10 6.75  0.00 0.15 0.3  1.50 0.60 0.00 0.00  1.35 0.00  1.20  4.05  0.00 0.45
11 0.30  0.00 0.90 0.0 13.20 1.80 0.00 0.15  0.00 1.35  0.00  0.00  0.00 0.15
12 1.80  0.30 0.00 0.0  0.00 0.15 0.00 0.00 10.65 3.90  0.00  0.00  0.30 0.90
13 0.60 14.70 0.00 0.0  0.30 0.00 4.35 8.55  0.00 0.00  0.00  0.30  0.00 3.60
14 0.00  3.45 0.00 0.0  0.00 0.30 3.45 4.80  0.00 0.45  0.15  0.90  3.60 0.00
15 5.10  0.00 0.00 0.0  0.15 0.00 0.15 0.15  4.20 0.90  0.15  4.80  0.00 0.00
16 1.20  1.35 0.30 0.3  0.45 0.30 1.05 1.20  0.45 1.20  0.30  1.35  1.35 1.05
15   16
1  5.10 1.35
2  0.00 2.85
3  0.00 0.00
4  0.00 0.00
5  0.15 0.30
6  0.00 0.00
7  0.15 1.35
8  0.15 1.35
9  4.05 0.15
10 0.90 2.40
11 0.15 0.00
12 4.80 2.10
13 0.00 3.15
14 0.00 0.90
15 0.00 1.50
16 1.05 0.00
> social_blockmodel

Network Blockmodel:

Block membership:

1  2  3  4  5  6  7  8  9 10 11 12 13 14 15 16
1  2  3  4  3  3  2  2  1  1  3  1  2  2  1  5

Reduced form blockmodel:

1 2 3 4 5 6 7 8 9 10 11 12 13 14 15 16
Block 1 Block 2 Block 3 Block 4 Block 5
Block 1  4.2225  0.1200  0.2700    0.06   1.500
Block 2  0.1140  5.2875  0.0825    0.00   1.920
Block 3  0.2925  0.0750  4.5750    0.00   0.075
Block 4  0.0600  0.0000  0.0000     NaN   0.000
Block 5  1.0500  1.2000  0.3375    0.30     NaN
>
> # Because we retatined tie values above, we should compare the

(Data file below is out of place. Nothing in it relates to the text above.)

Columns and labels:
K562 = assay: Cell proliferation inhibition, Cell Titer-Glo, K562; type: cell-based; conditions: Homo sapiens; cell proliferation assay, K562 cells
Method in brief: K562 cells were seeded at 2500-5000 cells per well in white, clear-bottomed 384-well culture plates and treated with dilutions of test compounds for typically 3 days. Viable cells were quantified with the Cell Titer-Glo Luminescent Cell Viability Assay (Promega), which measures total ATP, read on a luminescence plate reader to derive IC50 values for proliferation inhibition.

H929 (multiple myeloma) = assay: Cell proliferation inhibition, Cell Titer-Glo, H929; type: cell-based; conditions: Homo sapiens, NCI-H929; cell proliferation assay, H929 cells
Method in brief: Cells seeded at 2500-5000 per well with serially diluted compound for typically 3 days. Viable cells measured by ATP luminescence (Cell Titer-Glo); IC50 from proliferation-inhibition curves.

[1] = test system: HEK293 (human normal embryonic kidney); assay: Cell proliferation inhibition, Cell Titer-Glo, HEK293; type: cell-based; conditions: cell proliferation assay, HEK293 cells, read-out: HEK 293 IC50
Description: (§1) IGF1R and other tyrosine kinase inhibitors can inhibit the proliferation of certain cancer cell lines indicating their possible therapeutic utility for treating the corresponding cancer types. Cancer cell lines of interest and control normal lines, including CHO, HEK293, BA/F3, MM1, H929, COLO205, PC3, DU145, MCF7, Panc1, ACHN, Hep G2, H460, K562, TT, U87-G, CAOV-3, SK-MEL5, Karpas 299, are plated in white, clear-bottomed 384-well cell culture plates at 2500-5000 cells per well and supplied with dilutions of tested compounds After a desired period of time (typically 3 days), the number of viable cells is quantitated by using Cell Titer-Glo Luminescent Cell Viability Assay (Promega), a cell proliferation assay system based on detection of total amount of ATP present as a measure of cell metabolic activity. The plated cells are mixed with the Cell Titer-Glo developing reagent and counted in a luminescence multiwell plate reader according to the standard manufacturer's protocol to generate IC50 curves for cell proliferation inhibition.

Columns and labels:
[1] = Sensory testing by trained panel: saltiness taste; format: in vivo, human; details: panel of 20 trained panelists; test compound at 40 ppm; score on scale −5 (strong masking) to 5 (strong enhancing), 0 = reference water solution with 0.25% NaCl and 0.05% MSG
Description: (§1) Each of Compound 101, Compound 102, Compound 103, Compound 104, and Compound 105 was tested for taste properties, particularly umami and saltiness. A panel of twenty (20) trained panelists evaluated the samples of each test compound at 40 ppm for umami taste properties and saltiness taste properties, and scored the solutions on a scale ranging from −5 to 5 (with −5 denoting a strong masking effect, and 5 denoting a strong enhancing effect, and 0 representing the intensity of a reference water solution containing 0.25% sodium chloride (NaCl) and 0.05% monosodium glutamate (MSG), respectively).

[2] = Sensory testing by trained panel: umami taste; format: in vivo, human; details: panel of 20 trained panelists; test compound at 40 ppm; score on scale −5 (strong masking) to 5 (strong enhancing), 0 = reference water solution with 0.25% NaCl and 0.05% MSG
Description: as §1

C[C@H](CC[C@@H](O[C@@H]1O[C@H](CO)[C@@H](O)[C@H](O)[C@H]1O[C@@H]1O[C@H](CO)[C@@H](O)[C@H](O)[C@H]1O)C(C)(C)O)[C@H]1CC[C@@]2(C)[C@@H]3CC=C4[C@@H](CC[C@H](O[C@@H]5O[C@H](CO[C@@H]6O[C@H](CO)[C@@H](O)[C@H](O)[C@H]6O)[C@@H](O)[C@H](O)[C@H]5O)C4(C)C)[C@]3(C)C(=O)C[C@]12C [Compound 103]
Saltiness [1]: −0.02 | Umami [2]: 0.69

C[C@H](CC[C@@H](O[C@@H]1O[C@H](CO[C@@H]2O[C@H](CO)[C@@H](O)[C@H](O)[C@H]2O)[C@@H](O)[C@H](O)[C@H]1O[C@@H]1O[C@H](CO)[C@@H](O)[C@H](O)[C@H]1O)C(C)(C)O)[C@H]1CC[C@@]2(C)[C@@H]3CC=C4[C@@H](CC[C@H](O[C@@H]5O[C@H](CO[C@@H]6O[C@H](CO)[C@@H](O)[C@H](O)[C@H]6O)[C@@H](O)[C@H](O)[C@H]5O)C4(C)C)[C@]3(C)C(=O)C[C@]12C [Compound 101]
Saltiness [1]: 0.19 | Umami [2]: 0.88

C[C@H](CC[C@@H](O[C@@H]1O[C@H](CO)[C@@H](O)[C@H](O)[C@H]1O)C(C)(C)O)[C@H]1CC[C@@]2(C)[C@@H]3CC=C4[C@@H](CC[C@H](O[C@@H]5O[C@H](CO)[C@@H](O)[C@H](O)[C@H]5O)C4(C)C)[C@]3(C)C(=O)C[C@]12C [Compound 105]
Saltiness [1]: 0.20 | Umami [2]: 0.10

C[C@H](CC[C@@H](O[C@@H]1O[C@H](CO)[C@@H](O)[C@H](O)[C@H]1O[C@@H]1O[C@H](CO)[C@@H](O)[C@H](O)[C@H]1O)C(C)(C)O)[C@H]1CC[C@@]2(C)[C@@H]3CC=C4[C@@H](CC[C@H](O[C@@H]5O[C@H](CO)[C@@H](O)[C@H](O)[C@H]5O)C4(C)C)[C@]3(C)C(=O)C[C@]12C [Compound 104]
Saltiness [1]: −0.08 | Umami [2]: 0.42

> # blockmodel values not to the graph’s overall density but to its
> # overall mean.
> social_mean
[1] 1.157227
>
> # We can repeat one more time for the task-interaction network,
> # once again retaining valued ties.
1    2    3    4    5    6    7    8    9   10  11   12   13   14   15
1  0.00 0.00 0.00 0.00 0.30 0.00 0.00 0.00 0.30 0.30 0.0 0.15 0.00 0.00 0.15
2  0.00 0.00 0.00 0.00 0.00 0.00 0.75 0.30 0.00 0.00 0.0 0.00 0.90 0.15 0.15
3  0.00 0.00 0.00 0.00 0.15 0.60 0.00 0.00 0.00 0.00 0.3 0.00 0.00 0.00 0.00
4  0.00 0.00 0.00 0.00 0.00 0.00 0.00 0.00 0.00 0.15 0.0 0.00 0.00 0.00 0.00
5  0.30 0.00 0.15 0.00 0.00 0.75 0.00 0.00 0.00 0.00 2.1 0.00 0.15 0.00 0.00
6  0.00 0.00 0.75 0.00 0.45 0.00 0.00 0.00 0.00 0.15 0.3 0.00 0.00 0.00 0.00
7  0.00 1.20 0.00 0.00 0.00 0.00 0.00 0.15 0.00 0.00 0.0 0.00 0.30 0.00 0.00
8  0.00 0.45 0.00 0.00 0.00 0.00 0.30 0.00 0.00 0.00 0.0 0.00 0.75 0.15 0.00
9  0.15 0.00 0.00 0.00 0.00 0.00 0.00 0.00 0.00 0.30 0.0 2.70 0.00 0.00 0.15
10 0.15 0.00 0.00 0.15 0.00 0.30 0.00 0.00 0.45 0.00 0.0 0.75 0.00 0.00 0.30
11 0.00 0.00 0.15 0.00 1.80 0.45 0.00 0.00 0.00 0.00 0.0 0.00 0.00 0.00 0.00
12 0.00 0.00 0.00 0.00 0.00 0.00 0.00 0.00 2.40 0.45 0.0 0.00 0.00 0.00 0.75
13 0.00 1.05 0.00 0.00 0.00 0.00 0.30 0.60 0.00 0.00 0.0 0.00 0.00 0.00 0.00
14 0.00 0.30 0.00 0.00 0.15 0.15 0.15 0.30 0.00 0.00 0.0 0.00 0.00 0.00 0.00
15 0.15 0.00 0.00 0.00 0.00 0.00 0.00 0.00 0.15 0.30 0.0 0.45 0.00 0.00 0.00
16 4.65 4.80 0.75 1.05 2.40 1.20 2.40 1.95 2.85 5.40 1.2 5.25 3.90 3.90 5.55
16
1  5.10
2  4.80
3  0.30
4  0.90
5  1.80
6  0.90
7  2.85
8  2.40
9  2.40
10 5.40
11 1.05
12 4.50
13 4.50
14 3.15
15 6.60
16 0.00

Network Blockmodel:

Block membership:

1  2  3  4  5  6  7  8  9 10 11 12 13 14 15 16
1  2  3  4  3  3  2  2  1  1  3  1  2  2  1  5

Reduced form blockmodel:

1 2 3 4 5 6 7 8 9 10 11 12 13 14 15 16
Block 1 Block 2 Block 3 Block 4 Block 5
Block 1  0.5250  0.0000  0.0300    0.03  4.8000
Block 2  0.0060  0.4050  0.0150    0.00  3.5400
Block 3  0.0225  0.0075  0.6625    0.00  1.0125
Block 4  0.0300  0.0000  0.0000     NaN  0.9000